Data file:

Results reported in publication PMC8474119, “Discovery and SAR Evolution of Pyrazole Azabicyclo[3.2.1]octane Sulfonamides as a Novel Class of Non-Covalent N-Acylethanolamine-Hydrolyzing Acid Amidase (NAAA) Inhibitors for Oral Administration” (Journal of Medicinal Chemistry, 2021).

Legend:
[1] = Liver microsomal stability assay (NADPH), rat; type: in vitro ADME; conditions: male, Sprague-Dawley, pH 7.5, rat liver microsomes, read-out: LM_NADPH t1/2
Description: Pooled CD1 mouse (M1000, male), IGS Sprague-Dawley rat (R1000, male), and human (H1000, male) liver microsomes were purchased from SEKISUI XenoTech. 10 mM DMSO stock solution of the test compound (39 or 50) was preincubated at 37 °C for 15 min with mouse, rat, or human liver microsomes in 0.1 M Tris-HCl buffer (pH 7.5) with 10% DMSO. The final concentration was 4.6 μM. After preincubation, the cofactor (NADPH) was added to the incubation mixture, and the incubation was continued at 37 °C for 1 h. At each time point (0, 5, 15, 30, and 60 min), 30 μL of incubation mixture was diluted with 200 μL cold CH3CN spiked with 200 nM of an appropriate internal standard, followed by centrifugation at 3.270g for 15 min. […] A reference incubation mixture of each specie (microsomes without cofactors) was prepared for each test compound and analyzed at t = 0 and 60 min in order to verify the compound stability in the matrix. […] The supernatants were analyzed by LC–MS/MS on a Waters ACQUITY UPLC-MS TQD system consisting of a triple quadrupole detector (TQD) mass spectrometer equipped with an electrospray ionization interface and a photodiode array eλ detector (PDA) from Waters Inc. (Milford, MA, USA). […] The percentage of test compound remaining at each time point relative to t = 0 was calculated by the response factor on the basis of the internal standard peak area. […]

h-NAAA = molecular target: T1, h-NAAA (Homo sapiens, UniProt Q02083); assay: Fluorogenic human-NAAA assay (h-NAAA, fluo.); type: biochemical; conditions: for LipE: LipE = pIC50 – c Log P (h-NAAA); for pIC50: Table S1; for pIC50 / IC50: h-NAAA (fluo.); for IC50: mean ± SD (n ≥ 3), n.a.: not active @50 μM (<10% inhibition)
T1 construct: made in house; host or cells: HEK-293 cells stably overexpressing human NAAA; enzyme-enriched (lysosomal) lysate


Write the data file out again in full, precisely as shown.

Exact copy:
Results reported in publication PMC8474119, “Discovery and SAR Evolution of Pyrazole Azabicyclo[3.2.1]octane Sulfonamides as a Novel Class of Non-Covalent N-Acylethanolamine-Hydrolyzing Acid Amidase (NAAA) Inhibitors for Oral Administration” (Journal of Medicinal Chemistry, 2021).

Legend:
[1] = Liver microsomal stability assay (NADPH), rat; type: in vitro ADME; conditions: male, Sprague-Dawley, pH 7.5, rat liver microsomes, read-out: LM_NADPH t1/2
Description: Pooled CD1 mouse (M1000, male), IGS Sprague-Dawley rat (R1000, male), and human (H1000, male) liver microsomes were purchased from SEKISUI XenoTech. 10 mM DMSO stock solution of the test compound (39 or 50) was preincubated at 37 °C for 15 min with mouse, rat, or human liver microsomes in 0.1 M Tris-HCl buffer (pH 7.5) with 10% DMSO. The final concentration was 4.6 μM. After preincubation, the cofactor (NADPH) was added to the incubation mixture, and the incubation was continued at 37 °C for 1 h. At each time point (0, 5, 15, 30, and 60 min), 30 μL of incubation mixture was diluted with 200 μL cold CH3CN spiked with 200 nM of an appropriate internal standard, followed by centrifugation at 3.270g for 15 min. […] A reference incubation mixture of each specie (microsomes without cofactors) was prepared for each test compound and analyzed at t = 0 and 60 min in order to verify the compound stability in the matrix. […] The supernatants were analyzed by LC–MS/MS on a Waters ACQUITY UPLC-MS TQD system consisting of a triple quadrupole detector (TQD) mass spectrometer equipped with an electrospray ionization interface and a photodiode array eλ detector (PDA) from Waters Inc. (Milford, MA, USA). […] The percentage of test compound remaining at each time point relative to t = 0 was calculated by the response factor on the basis of the internal standard peak area. […]

h-NAAA = molecular target: T1, h-NAAA (Homo sapiens, UniProt Q02083); assay: Fluorogenic human-NAAA assay (h-NAAA, fluo.); type: biochemical; conditions: for LipE: LipE = pIC50 – c Log P (h-NAAA); for pIC50: Table S1; for pIC50 / IC50: h-NAAA (fluo.); for IC50: mean ± SD (n ≥ 3), n.a.: not active @50 μM (<10% inhibition)
T1 construct: made in house; host or cells: HEK-293 cells stably overexpressing human NAAA; enzyme-enriched (lysosomal) lysate